06 Jan 2015

Inside the kitchen sink Ralph installed a metal shelf. I don’t know what they are called, but trust me you’re familiar with the device − the grid-looking thing that keeps the dishes from sitting directly on the sink bottom. Anyway, I got to cleaning the other day and realized the sink’s surface could really stand a cleaning. Lazy, as usual, I figured it faster to just fill the sink with a little hot water, a splash of bleach, and some dish soap and let science do the scrubbing for me. So I plug up the drain, flip on the faucet, and head outside to see what Ralph is up to.  

Turns out he was washing the cars. Cars, plural, as in my car too. Naturally I thought I should help or something − or at the very least capitalize on this captive audience in the form of chit-chat. Twenty or thirty minutes later I finish my pop and head inside to toss the can away only to discover I’d transformed the kitchen, foyer, dining room, and half the living room into a lake. 

I swore out loud. 

After lunging at the sink to stop the water flow, I poked my head back out the door to say:

“Okay, so don’t be mad. I got this. But do me a favor and don’t come inside for a little bit. I’m taking care of things, no worries. Don’t me mad. You’re gonna be mad, but don’t worry, I’m fixing it!”

As I closed the door behind me and headed to the closet to grab towels to dam and dredge with, I couldn’t help but think about all those times the software blew up on me mid-way through a demo. Sure in those situations I didn’t end up with a three inch deep lake in my living room, but they, too, required some seriously expedited block and tackling.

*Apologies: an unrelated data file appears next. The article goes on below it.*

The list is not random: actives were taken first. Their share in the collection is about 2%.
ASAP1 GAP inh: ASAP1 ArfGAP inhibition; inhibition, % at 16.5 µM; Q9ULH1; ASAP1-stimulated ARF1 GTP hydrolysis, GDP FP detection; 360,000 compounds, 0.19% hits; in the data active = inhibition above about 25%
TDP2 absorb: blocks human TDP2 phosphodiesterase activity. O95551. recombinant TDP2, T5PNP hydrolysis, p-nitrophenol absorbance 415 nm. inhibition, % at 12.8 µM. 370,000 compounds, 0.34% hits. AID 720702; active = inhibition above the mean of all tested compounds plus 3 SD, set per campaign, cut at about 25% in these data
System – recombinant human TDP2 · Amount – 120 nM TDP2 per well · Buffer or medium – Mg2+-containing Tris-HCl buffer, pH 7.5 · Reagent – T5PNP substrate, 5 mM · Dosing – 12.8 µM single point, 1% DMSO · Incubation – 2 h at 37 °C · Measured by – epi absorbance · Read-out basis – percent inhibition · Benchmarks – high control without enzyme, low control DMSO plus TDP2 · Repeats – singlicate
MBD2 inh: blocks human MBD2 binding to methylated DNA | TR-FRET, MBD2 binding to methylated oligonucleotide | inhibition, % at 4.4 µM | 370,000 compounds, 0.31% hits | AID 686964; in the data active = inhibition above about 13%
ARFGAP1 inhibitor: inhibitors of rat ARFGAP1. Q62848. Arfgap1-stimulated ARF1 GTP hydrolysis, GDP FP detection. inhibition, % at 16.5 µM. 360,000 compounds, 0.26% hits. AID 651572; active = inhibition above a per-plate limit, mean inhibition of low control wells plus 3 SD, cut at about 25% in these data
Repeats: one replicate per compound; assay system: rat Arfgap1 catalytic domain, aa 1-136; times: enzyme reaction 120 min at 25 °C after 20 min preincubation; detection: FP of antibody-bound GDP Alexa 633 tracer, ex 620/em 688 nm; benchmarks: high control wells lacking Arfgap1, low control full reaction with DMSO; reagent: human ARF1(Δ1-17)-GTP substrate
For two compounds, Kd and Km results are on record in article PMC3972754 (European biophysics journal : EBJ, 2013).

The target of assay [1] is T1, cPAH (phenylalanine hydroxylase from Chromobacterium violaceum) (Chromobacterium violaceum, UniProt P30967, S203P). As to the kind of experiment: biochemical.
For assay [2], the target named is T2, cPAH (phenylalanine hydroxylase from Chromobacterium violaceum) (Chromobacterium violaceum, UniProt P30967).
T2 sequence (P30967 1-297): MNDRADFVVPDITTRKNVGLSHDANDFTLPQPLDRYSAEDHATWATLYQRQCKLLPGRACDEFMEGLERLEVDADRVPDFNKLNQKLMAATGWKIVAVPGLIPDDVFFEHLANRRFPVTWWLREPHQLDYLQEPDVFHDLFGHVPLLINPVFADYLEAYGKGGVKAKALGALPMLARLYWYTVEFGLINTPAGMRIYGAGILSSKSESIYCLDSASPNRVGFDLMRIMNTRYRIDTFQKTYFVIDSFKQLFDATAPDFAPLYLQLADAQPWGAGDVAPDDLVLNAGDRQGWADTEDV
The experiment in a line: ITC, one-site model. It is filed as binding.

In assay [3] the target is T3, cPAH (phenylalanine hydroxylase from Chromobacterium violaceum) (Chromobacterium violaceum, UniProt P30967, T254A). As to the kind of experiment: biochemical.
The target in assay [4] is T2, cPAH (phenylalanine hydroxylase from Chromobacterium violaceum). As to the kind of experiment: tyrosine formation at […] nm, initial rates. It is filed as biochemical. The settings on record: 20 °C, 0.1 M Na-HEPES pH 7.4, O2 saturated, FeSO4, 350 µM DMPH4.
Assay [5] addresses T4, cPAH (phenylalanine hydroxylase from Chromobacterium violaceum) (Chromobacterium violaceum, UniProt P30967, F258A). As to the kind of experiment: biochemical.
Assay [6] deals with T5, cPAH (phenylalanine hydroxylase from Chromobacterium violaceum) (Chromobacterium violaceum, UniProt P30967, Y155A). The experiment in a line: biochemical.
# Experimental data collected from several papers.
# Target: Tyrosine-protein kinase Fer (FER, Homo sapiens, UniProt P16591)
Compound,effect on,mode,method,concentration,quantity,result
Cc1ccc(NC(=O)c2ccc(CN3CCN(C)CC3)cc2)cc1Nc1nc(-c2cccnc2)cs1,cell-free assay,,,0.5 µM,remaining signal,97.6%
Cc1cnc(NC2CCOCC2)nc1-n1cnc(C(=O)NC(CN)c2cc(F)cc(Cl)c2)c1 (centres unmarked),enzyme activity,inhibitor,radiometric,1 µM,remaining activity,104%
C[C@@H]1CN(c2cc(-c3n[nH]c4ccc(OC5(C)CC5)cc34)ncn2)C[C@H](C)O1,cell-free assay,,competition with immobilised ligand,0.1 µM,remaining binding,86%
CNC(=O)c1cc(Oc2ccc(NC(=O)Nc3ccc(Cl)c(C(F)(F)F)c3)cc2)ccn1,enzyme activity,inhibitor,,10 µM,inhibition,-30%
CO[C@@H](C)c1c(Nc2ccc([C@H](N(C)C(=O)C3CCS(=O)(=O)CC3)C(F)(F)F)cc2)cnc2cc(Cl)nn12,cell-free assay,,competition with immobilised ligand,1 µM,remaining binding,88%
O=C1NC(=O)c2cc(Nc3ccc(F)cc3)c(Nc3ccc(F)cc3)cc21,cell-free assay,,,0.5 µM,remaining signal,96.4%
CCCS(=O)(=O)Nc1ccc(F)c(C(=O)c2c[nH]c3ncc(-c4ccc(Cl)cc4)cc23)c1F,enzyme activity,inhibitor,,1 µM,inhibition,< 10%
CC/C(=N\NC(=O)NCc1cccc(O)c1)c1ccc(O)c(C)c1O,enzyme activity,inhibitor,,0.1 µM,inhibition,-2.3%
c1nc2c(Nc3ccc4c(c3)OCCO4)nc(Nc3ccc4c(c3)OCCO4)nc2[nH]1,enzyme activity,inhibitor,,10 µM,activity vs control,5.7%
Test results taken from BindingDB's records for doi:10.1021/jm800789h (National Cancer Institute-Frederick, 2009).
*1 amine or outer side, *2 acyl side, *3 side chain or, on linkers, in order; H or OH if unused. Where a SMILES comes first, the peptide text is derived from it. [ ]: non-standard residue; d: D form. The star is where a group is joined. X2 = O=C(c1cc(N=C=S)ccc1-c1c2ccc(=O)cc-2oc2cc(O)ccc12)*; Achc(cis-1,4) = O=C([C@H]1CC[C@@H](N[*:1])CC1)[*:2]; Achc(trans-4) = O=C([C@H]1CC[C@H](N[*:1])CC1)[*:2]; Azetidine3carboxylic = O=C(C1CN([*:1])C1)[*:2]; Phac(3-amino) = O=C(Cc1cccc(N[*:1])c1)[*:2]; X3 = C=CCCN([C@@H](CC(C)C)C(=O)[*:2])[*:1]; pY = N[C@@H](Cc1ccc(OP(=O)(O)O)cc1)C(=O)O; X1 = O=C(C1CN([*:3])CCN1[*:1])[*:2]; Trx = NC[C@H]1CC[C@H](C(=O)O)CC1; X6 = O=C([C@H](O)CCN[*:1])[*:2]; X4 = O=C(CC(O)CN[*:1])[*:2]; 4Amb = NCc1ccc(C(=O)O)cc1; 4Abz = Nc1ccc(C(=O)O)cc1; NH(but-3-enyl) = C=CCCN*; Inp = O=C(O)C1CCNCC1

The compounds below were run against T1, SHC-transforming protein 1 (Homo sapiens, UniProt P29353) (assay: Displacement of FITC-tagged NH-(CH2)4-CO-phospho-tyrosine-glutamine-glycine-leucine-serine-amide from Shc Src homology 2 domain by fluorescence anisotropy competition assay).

Do enough sales presentations and something is bound to go wrong. Whether you find yourself missing a dongle, lacking an Internet connection, or with a use case that won’t cooperate − the key to success is having a backup plan. In an online demo, it’s simple − click pause and stop broadcasting momentarily while you mitigate the mistake. In person, however, things are a bit trickier. Be prepared to spin the situation into your favor. Sure, I don’t pretend that Ralph believed that this was all part of my ‘mopping the floor process,’ but (thankfully) he found the idea amusing enough to not flip out over the flood. 

So this week, be humble and laugh. No matter how well you plan, or how noble your intentions, occasionally life is going to throw you a curve ball. When you are willing to step up and take the pitch, instead of blaming the universe, you’re much more likely to exit the game with a win and a smile

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Last modified on Thursday, 08 January 2015 20:06
Erin Wilson

I find great amusement in everyday absurdities and am constantly surprised by how my bar-ventures, my travels, and even my food-qusitions relate to the shenanigans that is software sales. I am grateful for the opportunity to leverage the Sapient Salesman as an outlet to share with you my follies, and I hope you can enjoy the schadenfreude.

Website: ebullienterin.com/

Erin Wilson is the author and publisher of the Sapient Salesman

A "sapient salesman"?

 A sapient salesman is tasked with being a psychologist, technologist, empathist, humorist, conversationalist, and a dozen other “ists” in the course of practicing their salescraft. Most people can’t wear that many hats, and these tidbits are designed to minimize your millinery mandates. Read more

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Look for The Sapient Salesman: Spinning Life into Lessons, One Tale at a Time on Amazon.com later this year!

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